After three months teaching, a group of us who are “hourly” teachers this semester saw a contract for the first time. It was dated Monday, the 18th of January. It begins three months before, 18th October. And, the contract expires this Friday, the 22nd. Four-days after they presented it to us. That’s, not coincidentally, the last day of classes for the semester.

One of the many problems with this end date is that we had been told to be present at the final exams on Monday, the 25th. Please note, that is after the contract ends. And, in addition to the paragraph that say, “you are hired from this date to that date,” paragraph seven also says something that loosely translates as: to be very clear, after the end date above, you are no longer an employee of the university, unless you are explicitly given an extension in writing. There is no extension of the dates.

This attitude toward those of us who teach is as destructive to education (and, by extension, society) as almost any other force other than war.

I hate having to fight for employment rights, like getting paid. The constant battling leaves me feeling like a failure. I am letting go of this work, which is no longer teaching, but a form of war.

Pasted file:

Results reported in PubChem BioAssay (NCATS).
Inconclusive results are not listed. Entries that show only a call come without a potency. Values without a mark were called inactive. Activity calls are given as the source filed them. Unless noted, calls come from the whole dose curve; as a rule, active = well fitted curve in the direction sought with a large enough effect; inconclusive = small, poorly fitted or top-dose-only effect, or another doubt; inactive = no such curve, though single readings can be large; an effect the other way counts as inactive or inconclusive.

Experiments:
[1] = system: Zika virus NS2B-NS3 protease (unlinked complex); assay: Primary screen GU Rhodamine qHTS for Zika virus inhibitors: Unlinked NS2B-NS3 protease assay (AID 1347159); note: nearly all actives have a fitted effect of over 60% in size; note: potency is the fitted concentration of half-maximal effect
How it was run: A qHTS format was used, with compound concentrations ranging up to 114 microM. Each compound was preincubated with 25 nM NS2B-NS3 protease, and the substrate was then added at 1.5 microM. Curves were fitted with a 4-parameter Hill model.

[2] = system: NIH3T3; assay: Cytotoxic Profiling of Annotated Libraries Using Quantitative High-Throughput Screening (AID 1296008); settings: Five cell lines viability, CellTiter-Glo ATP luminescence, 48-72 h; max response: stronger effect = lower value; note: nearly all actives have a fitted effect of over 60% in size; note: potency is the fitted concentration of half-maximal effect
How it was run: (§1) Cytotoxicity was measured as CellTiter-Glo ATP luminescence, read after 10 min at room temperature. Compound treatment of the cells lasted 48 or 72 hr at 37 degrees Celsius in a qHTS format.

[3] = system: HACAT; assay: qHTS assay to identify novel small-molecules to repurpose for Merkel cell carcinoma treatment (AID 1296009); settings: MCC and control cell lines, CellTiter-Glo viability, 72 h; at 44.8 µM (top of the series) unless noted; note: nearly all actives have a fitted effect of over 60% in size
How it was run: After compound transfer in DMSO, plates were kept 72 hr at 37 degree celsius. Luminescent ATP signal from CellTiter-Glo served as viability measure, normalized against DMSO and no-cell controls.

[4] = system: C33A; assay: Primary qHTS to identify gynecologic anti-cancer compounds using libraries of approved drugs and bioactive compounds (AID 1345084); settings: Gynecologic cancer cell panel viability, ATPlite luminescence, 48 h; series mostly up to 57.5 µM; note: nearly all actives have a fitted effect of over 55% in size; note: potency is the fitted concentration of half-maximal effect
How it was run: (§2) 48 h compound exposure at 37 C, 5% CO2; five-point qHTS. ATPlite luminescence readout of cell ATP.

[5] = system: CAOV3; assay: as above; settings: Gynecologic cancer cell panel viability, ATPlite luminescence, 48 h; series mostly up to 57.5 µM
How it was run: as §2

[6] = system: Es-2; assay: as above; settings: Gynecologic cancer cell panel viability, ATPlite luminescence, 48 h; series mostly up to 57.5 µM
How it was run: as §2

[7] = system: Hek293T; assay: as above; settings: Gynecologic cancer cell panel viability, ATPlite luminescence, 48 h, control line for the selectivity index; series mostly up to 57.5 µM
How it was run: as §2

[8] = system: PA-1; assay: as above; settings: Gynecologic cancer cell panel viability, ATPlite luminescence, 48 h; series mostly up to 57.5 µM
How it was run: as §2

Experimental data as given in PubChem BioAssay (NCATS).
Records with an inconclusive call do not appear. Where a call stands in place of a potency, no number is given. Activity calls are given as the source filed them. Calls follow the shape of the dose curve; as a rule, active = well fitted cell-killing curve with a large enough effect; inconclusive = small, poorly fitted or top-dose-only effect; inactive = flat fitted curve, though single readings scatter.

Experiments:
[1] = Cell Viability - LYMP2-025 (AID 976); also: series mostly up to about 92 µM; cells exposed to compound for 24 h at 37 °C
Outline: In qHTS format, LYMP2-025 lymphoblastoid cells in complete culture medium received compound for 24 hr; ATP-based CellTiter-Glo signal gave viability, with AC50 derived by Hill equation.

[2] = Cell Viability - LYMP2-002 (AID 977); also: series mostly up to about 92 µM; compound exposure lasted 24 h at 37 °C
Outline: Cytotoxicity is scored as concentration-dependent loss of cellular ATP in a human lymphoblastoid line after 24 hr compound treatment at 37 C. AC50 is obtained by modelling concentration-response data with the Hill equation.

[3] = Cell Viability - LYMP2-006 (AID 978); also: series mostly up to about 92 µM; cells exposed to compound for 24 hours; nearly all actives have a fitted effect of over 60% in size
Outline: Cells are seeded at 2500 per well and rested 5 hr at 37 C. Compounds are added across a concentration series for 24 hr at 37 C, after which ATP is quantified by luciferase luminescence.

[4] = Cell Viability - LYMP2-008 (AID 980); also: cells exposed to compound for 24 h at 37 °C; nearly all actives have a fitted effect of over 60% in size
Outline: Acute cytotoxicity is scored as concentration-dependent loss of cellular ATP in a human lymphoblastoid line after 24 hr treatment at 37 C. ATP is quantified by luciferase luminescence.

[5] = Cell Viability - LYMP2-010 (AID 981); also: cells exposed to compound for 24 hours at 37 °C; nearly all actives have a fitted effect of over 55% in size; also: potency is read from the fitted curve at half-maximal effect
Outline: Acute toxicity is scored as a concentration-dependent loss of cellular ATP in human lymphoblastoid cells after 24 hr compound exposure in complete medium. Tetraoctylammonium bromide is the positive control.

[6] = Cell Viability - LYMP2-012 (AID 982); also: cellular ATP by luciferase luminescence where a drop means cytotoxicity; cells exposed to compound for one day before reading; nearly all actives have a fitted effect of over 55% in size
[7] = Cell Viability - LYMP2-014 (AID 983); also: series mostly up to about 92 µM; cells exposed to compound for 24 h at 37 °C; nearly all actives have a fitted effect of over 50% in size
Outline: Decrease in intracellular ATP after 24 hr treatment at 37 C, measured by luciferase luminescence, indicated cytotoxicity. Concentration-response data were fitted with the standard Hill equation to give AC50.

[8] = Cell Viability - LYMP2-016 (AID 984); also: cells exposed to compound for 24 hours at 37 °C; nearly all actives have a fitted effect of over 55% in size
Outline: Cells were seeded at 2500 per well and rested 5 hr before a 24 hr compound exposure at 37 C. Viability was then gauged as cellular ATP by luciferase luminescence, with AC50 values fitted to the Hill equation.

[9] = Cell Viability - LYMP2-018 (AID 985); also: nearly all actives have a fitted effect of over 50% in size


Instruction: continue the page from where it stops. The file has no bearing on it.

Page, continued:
I am hanging on to a lot of anger. I felt it as I left campus today. Boiling under the virus, feeding its fever. I am seething. And I need to find something else to hold on to.

I teach English as a Foreign Language reading comprehension to international students, Israelis, and Palestinians, in a post-high school prep program, called in Hebrew a mechina. (Yes, these students study together in the same classroom.) I love my students. I want to hold on to those marvelous relationships with students we teachers have the honor of sharing with them, where we learn together.

Today was our last regular meeting as a class. As I often do, I invited them to keep in touch—they have my email. Use it, I said. I’m on Facebook, I added. Three have already sent friend requests. Two of them are Palestinian students.

And just before supper, a student sent me an email (uncorrected and shared with permission of the student):

Hi Michael, this is __________, from English.

I want to tell you that you are a awesome teacher. Since the first lesson, I want to stay in your class. When I heard that we have to redo the [placement] exam. It’s my first time that I started to worry about if I can still be in a specific class.